The wasabi grater is an excellent kitchen tool to finely grate your fresh wasabi rhizome. One striking difference is that it does not have any holes in it compared to a cheese grater. Therefore, it does not allow herbs or vegetables to be pushed through to the other side and potentially wasted. This allows a platform to generate the aromatic flavours and heat to assemble the wasabi into a small pile of wasabi paste.
In order to grate the wasabi rhizome, also known as wasabi root you must hold the rhizome and move it against the grater in circular motions to create a sufficient amount of the wasabi paste.
This stainless steel wasabi grater can also be used for ginger, horseradish and garlic and other items. The grating surface is approximately size: 11.1 cm (wide) x 7.1cm (Length).
The grater functions by breaking the wasabi’s internal structure down to the cellular level. This enables other compounds in different parts of the cells to react with each other resulting in an enzyme reaction that initiates the wasabi paste’s flavour and pungency.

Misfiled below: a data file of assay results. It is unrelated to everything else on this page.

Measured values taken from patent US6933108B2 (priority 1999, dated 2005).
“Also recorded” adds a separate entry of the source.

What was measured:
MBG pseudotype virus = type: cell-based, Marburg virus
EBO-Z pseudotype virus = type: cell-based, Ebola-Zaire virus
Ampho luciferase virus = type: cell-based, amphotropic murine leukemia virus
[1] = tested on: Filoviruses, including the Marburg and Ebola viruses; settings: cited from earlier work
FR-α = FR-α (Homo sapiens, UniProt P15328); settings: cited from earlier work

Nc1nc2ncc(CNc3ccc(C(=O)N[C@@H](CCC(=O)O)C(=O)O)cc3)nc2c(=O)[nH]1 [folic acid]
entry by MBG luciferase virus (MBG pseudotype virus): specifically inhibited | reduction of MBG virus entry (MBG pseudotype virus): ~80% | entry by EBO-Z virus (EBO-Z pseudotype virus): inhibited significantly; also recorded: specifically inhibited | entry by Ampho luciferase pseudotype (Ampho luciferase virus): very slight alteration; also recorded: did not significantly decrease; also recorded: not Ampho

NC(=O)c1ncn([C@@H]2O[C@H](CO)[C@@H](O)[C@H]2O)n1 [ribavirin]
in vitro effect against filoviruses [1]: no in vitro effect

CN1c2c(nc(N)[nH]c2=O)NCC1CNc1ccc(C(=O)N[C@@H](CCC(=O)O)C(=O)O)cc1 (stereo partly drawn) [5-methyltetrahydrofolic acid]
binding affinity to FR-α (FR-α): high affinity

It is important to know that once you have grated a portion of the rhizome into a paste, the peak of the heat of the paste will be around 5 minutes to reach. After approximately 20 minute it will begin to reduce its potency. Then only grate the wasabi when required. If you grate a more considerable amount, you can parcel up a small portion of the wasabi paste in cling film and store it in the freezer until further use.
Another useful accessory to remove the wasabi paste from the grater is to use a wasabi bamboo brush that you can purchase from the Wasabi Crop Shop. Another advantage of the wasabi brush is that you can use it to mix the wasabi paste. In addition you could repeat this process with garlic, ginger and horseradish.
The sushi expert uses a Samegawa grater which is made from sharkskin and is used to grate wasabi. The sharkskin grater can produce a superfine paste enabling to the wasabi root’s unique and special flavour.